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Drance Numbers: Chris Tanev’s demonic possession

Drance Numbers is the silly research wing of PITB. While Messrs. Wagner and Mooney blog nationally and solve mysteries, Drance Numbers will look into the minutiae of quantifiable NHL data and bore you with it every Friday. Today, Drance looks at Chris Tanev’s legion-like possession skills.

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Expectations are high for Chris Tanev, especially within Canucks’ management

Chris Tanev burst onto the scene during the Canucks injury plague of 2010-11. He showed himself capable of playing quiet, steady hockey in some high-pressure situations (including Game 7 of the Stanley Cup Final) and looked poised to establish himself as staple of the Canucks’ blueline in seasons to come.

After he made the team out of training camp in September, Tanev appeared to be on track. Then, was sent down to the AHL after playing only three games. What gave?

Two things: the return of the injured Aaron Rome put the Canucks over the 23-man roster limit and necessitated a move of some sort. With the team unwilling to sacrifice depth on the waiver wire, Tanev’s waiver exemption made him the ideal candidate to go elsewhere for the time being. The second, which no doubt justified the first, was that, while Tanev had indeed proven himself capable of handling a bottom pairing role, he was clearly capable of more. The Canucks hoped that a little time with the Wolves would afford Tanev some powerplay, penalty-kill, and offensive zone experience.

Wednesday afternoon, Tanev was recalled, much to the delight of Canuck fans.

In a sense, you have to feel for the kid. He doesn’t join the team as a raw prospect looking to prove he can play. That he already did. This time around, Tanev joins the team as a proven prospect expected to be better than he was last time, maybe even capable of a top-four role.

And I’m not talking about the expectations of Canuck fans here — I’m talking about the coaching and management staff. For Tanev, this is a massive tryout.

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Why Shea Weber to Vancouver makes a lot of sense (and no sense whatsoever)

While British Columbia is a hotbed for silly homegrown-star-wants-to-come-home pipe dreams — the foremost of these being the annual “Joe Sakic to finish his career in Vancouver” rumours of yore — it should be noted that sometimes these dreams do come true.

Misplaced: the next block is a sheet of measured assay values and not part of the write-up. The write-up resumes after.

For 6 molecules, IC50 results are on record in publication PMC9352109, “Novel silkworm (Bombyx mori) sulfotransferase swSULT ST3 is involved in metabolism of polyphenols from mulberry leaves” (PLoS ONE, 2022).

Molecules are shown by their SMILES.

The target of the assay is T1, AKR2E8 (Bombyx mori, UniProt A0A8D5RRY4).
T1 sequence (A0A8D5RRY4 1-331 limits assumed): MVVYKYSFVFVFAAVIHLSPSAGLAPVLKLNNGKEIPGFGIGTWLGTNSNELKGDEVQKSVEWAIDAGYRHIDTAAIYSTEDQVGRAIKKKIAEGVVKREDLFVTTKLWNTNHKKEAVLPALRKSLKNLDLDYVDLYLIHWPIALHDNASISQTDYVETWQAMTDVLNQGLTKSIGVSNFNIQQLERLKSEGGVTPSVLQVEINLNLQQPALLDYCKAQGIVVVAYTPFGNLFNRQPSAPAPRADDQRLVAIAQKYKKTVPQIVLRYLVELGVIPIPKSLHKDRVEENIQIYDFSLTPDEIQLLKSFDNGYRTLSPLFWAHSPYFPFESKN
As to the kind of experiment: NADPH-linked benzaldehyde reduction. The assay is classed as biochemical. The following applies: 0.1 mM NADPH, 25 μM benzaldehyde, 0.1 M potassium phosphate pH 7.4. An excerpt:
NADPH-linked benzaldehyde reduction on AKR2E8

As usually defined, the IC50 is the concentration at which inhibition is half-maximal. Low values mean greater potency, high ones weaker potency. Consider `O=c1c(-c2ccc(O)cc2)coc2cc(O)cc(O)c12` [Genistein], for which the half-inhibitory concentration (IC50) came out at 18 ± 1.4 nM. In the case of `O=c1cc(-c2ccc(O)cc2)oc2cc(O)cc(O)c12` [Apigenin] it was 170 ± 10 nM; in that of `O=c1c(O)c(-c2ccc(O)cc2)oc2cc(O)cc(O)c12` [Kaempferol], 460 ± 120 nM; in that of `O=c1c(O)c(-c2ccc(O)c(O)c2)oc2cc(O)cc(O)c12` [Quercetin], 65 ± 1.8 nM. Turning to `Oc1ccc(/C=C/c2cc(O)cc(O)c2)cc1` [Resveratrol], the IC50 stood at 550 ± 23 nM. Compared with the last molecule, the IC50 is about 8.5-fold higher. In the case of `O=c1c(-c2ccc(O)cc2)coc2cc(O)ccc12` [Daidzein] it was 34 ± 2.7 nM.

In 2006, fans coveted unrestricted free agent Willie Mitchell of Port McNeill, and he took a little less to play here. Then, when he left town in 2010, the Canucks replaced him in free agency with the equally coveted Dan Hamhuis of Smithers, who also took less.

In short, there’s precedent for the “Shea Weber to Vancouver” murmurs. But there isn’t much reason to them.

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Drance Numbers: Alex Edler deserves the All-Star nod, but Dan Hamhuis deserves the Babe Pratt

When Alex Edler first came into the league, he quickly endeared himself to Canuck fans and management team with his calmness and ability to make smart passes in both zones. His development has accelerated over the past couple of seasons, and while he continues to struggle with his consistency at times, he’s become a top defenceman in the NHL. On Thursday morning, the league noticed, naming Edler to the 2011-12 NHL All-Star roster.

Edler has more tools than Inspector Gadget: at 6’4″, 210, he’s big, and when he has a mind to, he can hit like it; his shot is lethal, whether it’s a quick, accurate wrister or a high-velocity slapper; and his puck control occasionally causes me to drop my jaw, as if my jaw were hot. The 26 year old Swedish defenceman has channeled all these tools into a fabulous first half of the season. Edler is fourth in scoring, both on the Canucks and among all NHL defensemen, on pace to notch 13 goals and pile-up 55 points this season.

He’s emerged as an excellent defenseman and a deserving All-Star, but I’d suggest to you that he’s not the team’s most valuable blueliner. As Harrison Mooney wrote yesterday in his discussion of whether or not Alexander Edler was “the right choice” for the All-Star game, “Dan Hamhuis… has been the steadiest Canucks’ defenceman for well over a year now.” I tend to agree.

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Alex Edler among four Canucks invited to All-Star Game; was he the right choice?

On January 11, 2011, Alex Edler was left off the All-Star ballot, and he took it hard. Edler channeled his secret rage into a major production increase, scoring 7 points in his next 8 games, but the rage, like Tony Stark’s arc reactor, ate away at his body from the inside, and a week later, he had to undergo surgery to repair damage in his back. Tru fakt*.

In any case, there will be no rage-induced hot streak/back explosion this year, as Edler, along with Henrik and Daniel Sedin, has been named to the 2012 All-Star Game. Cody Hodgson’s been invited as a rookie representative as well. That sound you heard is Tony Gallagher loading up the typewriter for a piece criticizing the management of Hodgson’s All-Star weekend icetime.

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Ryan Kesler on Blake Comeau: Canuck hit of the year?

One of the loveliest moments of the Canucks’ performance Sunday night versus the Flames was Ryan Kesler’s thundering open-ice hit on Blake Comeau. Midway through the first period, with the Canucks on a powerplay, the puck came to Comeau at the side boards, and he attempted to clear the zone. Unfortunately, only a split second after the puck arrived, Ryan Kesler did as well. He absolutely flattened Comeau.